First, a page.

A Sturmey-Archer drum brake
This article is about drum brakes. For suggestions on better and less good brake technologies for different kinds of bikes (kids, casual, touring, tandems, mountain bikes, road-racing, etc.) start with the main article about brakes. Also see the section about brake levers in the article about direct-pull brakes and the article on cables.
A drum brake is a hand-lever-operated hub brake with brake shoes that press against the inside of a cylindrical drum. Drum brakes were once the most common type for motor vehicles, though disc brakes are now more common. Drum brakes are popular on utility bicycles in countries with wet weather; much less so for recreational and racing use, where rim brakes predominate and disc brakes are becoming more popular.
A drum brake may be an integral part of a hub, or may thread onto the left side of the hub the same way a freewheel threads onto the right side. Since the torque from the brake is opposite that from a freewheel, the threads are right-handed, like those for the freewheel.
A front drum brake may be combined with a hub generator, and a rear drum brake, with an internal-gear hub. Special, large drum brakes have been used as drag brakes on tandems for heat dissipation on downhill runs.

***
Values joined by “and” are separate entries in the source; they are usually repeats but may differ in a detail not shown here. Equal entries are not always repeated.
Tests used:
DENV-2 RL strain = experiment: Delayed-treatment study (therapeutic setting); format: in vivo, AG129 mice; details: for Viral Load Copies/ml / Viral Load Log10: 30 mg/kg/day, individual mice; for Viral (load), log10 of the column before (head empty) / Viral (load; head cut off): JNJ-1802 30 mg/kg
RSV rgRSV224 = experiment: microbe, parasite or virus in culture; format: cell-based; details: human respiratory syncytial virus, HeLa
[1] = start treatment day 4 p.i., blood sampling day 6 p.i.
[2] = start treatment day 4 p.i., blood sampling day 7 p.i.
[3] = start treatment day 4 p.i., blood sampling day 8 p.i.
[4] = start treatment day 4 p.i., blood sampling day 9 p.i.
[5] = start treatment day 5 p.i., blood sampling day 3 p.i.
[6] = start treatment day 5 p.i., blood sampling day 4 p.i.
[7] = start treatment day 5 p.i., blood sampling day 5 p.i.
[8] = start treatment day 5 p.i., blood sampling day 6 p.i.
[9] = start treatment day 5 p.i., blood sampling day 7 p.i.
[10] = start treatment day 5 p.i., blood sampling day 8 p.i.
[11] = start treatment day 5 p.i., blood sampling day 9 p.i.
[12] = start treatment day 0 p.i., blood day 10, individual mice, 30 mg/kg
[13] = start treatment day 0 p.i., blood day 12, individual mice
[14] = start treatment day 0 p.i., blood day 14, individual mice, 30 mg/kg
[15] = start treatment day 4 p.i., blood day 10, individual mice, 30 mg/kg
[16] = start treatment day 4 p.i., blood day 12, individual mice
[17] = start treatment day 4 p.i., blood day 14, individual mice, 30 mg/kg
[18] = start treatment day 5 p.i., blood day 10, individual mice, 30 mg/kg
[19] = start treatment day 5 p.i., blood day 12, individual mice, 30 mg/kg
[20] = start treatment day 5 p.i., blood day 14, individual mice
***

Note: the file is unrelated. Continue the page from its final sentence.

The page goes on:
A Shimano Rollerbrake is a special kind of drum brake and is covered in a separate article.
A drum brake has two brake shoes opposite one another, actuated by a mechanism which pushes them apart at one or both ends. Their pressing outward against the inside of the drum produces friction. The drum is part of the hub shell, or is attached to it, and slows the wheel. The brake shoes are mounted on a backing plate which is attached to the hub axle and to a reaction arm connected to the frame or fork to resist torque. When the brake is released, springs pull the brake shoes inward, away from the brake drum.
Most automotive drum brakes are operated by hydraulic pistons, but bicycle drum brakes use a cable with a linkage to a cam that pushes the brake shoes outward. The photo below shows a Sturmey-Archer drum brake partially disassembled. The hub shell with the drum is at the top and the brake shoes on their backing plate are at the bottom.
The photo below highlights the location of a pivot (blue arrow) which has a snap ring allowing removal and replacement of the brake shoes. A spring is hidden under the brake shoes, except for its ends, highlighted by the green arrows. The spring retracts the brake shoes when the brake is released.
The next picture shows how a lever rotates the cam (red arrow) and spreads the brake shoes. When the brake is in use, the cable housing attaches at the C-shaped fitting which my thumb is holding, and the inner wire of the cable is clamped to the end of the lever. The hole at the end of the reaction arm is for a clamp band that secures the reaction arm to the frame or fork.